Developer_Laurel_MacKinnon_helps_reshape_downtown_Nampa

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					October 24, 2007


Developer Laurel MacKinnon helps
reshape downtown Nampa
Developer Laurel MacKinnon didn't wait until Nampa officials revealed their plans in 2006 for reviving
downtown with a new library and police station.

Two years ago, she bought several properties along 13th Avenue South. With the aim of being a catalyst for change, she
created the Belle District, named for Belle Dewey, a developer in Nampa in the early 1900s and the wife of city benefactor
Col. William H. Dewey.

Renovations and business negotiations have consumed most of MacKinnon's time since. Now a business center with shops,
offices and entertainment is on the horizon.

• Fabrique, a quilt fabric shop with prints inspired by Mexican painter Frida Kahlo and Australian aboriginal artists, opened a
week ago — the newest addition to the district. "I'm so happy to see a fabric store," said Joy Dearden, a Nampa resident
who often travels to Ontario or Boise for fabric. "This is a godsend."

• Market Limone, a specialty food shop with fine kitchen goods and linens, is set to open the beginning of November.

• An ice rink, office renovations above Fabrique, and a four-story building that will include a restaurant and two floors of
Class A office space across the street are scheduled to be completed in 2008.

• Ewephoria, a fiber store, opened in 2006. Urban Shed, the former Trading Places furniture consignment store, recently
doubled in size, absorbing furnishings from the closed Savvy Squirrel.

MacKinnon, 35, who grew up in Nampa when the downtown was in a decades-long slump, lived and worked around the
United States and Europe before returning to the city in 2005 to make a home and help redevelop downtown. In an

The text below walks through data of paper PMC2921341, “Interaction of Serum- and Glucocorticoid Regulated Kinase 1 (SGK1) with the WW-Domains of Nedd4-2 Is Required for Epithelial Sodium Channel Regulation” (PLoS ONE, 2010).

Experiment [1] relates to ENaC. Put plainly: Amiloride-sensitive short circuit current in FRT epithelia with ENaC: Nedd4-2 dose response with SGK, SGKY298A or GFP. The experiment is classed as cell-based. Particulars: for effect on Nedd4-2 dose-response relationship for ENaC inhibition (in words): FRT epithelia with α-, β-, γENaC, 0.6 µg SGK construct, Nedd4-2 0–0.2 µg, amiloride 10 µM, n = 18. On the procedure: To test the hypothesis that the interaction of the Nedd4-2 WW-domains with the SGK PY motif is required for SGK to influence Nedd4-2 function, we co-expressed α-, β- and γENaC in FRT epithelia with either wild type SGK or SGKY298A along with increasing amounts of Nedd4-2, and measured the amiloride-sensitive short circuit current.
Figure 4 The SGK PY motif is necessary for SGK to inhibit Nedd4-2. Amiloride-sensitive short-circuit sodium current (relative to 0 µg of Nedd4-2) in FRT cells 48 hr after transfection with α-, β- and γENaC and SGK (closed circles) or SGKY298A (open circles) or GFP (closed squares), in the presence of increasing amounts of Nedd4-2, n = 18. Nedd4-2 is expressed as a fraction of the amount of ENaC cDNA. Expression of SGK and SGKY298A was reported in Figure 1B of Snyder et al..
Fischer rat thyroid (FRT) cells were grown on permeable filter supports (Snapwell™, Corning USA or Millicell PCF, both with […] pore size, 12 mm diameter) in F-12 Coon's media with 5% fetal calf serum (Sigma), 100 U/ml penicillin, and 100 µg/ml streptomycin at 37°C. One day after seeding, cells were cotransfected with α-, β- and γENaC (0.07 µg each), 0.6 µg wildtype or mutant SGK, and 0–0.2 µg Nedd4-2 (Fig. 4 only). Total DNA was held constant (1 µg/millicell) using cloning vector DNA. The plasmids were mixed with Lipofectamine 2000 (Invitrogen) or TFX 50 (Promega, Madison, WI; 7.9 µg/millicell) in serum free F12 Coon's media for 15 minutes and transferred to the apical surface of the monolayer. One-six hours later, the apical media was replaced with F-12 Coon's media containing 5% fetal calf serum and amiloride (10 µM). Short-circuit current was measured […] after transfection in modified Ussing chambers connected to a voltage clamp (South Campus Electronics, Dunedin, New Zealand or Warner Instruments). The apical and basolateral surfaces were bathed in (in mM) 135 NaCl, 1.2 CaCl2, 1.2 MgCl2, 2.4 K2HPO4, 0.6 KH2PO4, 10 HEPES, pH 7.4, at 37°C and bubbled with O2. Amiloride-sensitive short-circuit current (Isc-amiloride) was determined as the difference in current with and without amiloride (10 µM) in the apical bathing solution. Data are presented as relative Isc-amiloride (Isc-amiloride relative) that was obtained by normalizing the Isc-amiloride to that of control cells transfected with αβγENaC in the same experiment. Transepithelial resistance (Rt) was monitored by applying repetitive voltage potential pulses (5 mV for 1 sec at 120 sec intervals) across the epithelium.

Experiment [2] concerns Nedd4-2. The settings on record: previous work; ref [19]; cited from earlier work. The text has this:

interview, she talked about her projects and downtown's future.

Q: Did you have a model or inspiration?

A: To start, after growing up in Nampa, I spent my college and early work years living in different cities around both the
United States and various countries. There is a sharp contrast in the sense of community that is felt between, say, Costa
Mesa, Calif. and Washington, D.C. In Costa Mesa or Orange County, there isn't a city center or common plaza where people
gather — there's continuous suburban sprawl. Conversely, in D.C., the city was planned with common spaces such as
plazas where people can sit to enjoy lunch, a farmer's market or community event.

It is in spaces like these that folks will commune with others who are outside of their normal social or work circles. This is
helpful in building the social fiber that strengthens the community. This is the point of interaction between the built
environment — and historic preservation — and the social realm that in the end results in both a stronger, better planned
and enjoyable community.

The historic buildings are at the core of our community. For well over 100 years, this has been the point of synergy where
Nampa began, and everything else has been built from this center. When there isn't a strong city core, when your downtown
has died, then you are missing that sense of place.
My advanced studies focused on international housing and social change. I read many case studies that very much relate to
what we have in Nampa, where the historic core is underutilized or demolished. Often what happens is that the strong sense
of place or pride that was once there is lost. People detach and are less engaged in their community. We're experiencing
growth and sprawl here in Nampa, and it is important to rejuvenate our core and bring back what has been lost.

Q: How much is it costing you? How are you paying for it?

A: At this point, with all of my projects, I've invested about $5.5 million to in acquisition, renovations and new construction.
I've had to use creative financing because of the deteriorated state of the downtown, predominantly private investment and
institutional financing.

Q: What steps have come easy?

A: There haven't been any easy steps.

Q: Why try?

A: It's not about doing the easiest development possible — that isn't nearly as interesting, not as valuable to the community.
It's about doing what's needed — creating value. This was clearly the right thing to do, and I find it more interesting and
challenging than building a strip mall on farmland.